Amemar admits that R. Ashi would be correct if all he is concerned about is a case where the Jew was pouring into Jewishly owned vessels. But if the Jew is pouring into a vessel owned by the non-Jew, the wine will indeed become nesekh immediately. Thus this source really has nothing to do with acquisition through meshikhah.
Even according to Amemar’s situation, where the wine is put into the non-Jew’s vessel, we can still say that it is acquired before it becomes nesekh, and thus Rav’s instructions are not necessary. For as soon as the wine enters the vessel, even the vessel’s airspace, it would be acquired by the non-Jew. But it would not become nesekh until it reaches the bottom. So why would this be a problem—the non-Jew would be paying for regular wine. Perhaps, the Talmud suggests, that Rav holds that liquid being poured counts as a connective. If so, then when the beginning of the flow hits the bottom, the entire stream becomes nesekh, and then the wine would become nesekh while still in the Jew’s possession. Note—the Talmud does not think that flow serves as a connective. This is why this is a difficulty.
Amemar further resolves the difficulty by saying that in this case the non-Jew was not holding the vessel. Therefore, he does not acquire it before it becomes nesekh by having been put in the non-Jew’s vessel.
Amemar had just said that Rav referred to a case where the non-Jew’s vessels were on the ground and therefore he did not acquire the wine until he picked it up. By this point it was already nesekh. This seems to imply that in general if a purchaser’s vessels are in the domain of the seller, the vessels do not effect acquisition for the purchaser.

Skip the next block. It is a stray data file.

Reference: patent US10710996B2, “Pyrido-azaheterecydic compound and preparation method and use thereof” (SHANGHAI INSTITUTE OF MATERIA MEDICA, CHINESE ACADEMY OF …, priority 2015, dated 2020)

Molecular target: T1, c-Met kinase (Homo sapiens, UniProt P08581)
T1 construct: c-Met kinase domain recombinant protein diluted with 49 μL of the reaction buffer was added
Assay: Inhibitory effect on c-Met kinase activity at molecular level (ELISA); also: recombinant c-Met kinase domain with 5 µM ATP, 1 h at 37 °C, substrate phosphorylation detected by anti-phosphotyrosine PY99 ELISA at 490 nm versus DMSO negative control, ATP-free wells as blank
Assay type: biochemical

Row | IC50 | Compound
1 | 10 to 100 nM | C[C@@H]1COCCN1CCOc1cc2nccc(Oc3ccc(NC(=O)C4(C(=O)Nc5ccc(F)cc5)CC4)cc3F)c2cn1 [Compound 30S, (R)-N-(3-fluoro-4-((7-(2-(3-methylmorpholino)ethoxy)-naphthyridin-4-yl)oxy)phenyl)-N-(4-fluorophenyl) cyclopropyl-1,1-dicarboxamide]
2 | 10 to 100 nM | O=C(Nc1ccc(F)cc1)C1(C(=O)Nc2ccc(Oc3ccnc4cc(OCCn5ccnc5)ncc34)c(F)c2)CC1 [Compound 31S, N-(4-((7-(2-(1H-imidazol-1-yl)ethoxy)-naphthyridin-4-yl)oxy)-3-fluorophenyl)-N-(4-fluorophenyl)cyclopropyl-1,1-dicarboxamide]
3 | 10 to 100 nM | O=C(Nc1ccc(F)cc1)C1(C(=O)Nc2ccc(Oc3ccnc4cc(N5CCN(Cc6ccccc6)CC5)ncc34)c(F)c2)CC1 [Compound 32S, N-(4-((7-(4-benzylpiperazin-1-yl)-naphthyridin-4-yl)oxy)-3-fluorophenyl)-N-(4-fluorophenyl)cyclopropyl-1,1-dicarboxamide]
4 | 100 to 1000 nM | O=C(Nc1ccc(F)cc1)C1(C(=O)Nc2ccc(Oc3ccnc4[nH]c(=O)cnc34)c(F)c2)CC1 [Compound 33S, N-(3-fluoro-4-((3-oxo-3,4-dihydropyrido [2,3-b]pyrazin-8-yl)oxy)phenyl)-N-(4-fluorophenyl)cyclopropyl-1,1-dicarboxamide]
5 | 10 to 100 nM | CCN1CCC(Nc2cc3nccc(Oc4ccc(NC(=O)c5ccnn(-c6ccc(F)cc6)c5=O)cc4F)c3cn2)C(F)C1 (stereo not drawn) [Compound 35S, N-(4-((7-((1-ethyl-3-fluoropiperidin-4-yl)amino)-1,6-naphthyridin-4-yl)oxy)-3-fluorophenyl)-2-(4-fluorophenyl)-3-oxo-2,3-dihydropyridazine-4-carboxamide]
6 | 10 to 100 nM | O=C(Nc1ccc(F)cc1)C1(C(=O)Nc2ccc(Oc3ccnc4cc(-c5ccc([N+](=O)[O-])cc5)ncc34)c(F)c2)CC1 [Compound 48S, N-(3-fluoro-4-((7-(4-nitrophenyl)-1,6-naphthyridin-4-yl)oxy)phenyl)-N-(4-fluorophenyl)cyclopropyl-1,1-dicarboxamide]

Again, we reject the previous conclusion. The purchaser does acquire the wine as soon as it is put into his jug. And still the wine becomes nesekh before it hits the bottom because there might be a little bit of wine belonging to the non-Jew left over in the vessel into which the Jew pours his wine. As soon as the Jew’s wine hits this wine, it becomes nesekh, even before it is acquired by the non-Jew.
Rav’s instruction seemingly do not accord with Rabban Shimon b. Gamaliel. Rabban Shimon b. Gamaliel says that when yayin nesekh (in this case, the drop in the vessel) becomes mixed up with non-nesekh wine (the Jew’s wine), the entire mixture can be sold to a non-Jew minus the value of the nesekh. So why should he not be able to receive payment for his wine when it became nesekh in the possession of a non-Jew?
The Talmud resolves this by pointing out that Rav says that the halakhah follows R. Shimon b. Gamaliel only when casks of permitted and forbidden wine get mixed up. But if yayin nesekh becomes mixed with other wine all of the wine becomes prohibited and may not even be sold to non-Jews.
In yesterday’s (long) section we learned that according to Amemar a non-Jew can acquire through meshikhah. Today’s section continues to discuss this.
The Jew buys scrap metal from a non-Jew and finds an idol in the heap. He wants to return the idol and receive regular scrap metal in its place. If he has not yet paid the coins he can return the idol, but if he already paid, he may not. This baraita seems to prove that in a transaction with a non-Jew, drawing the object acquires it—once the Jew has drawn the idol to himself, he may not return it.
Abaye says that he may return the idol because it is a mistaken acquisition. He was supposed to be buying srap metal—broken pieces of silver, gold, etc. He did not think that he was buying idols. Thus the whole sale is annulled.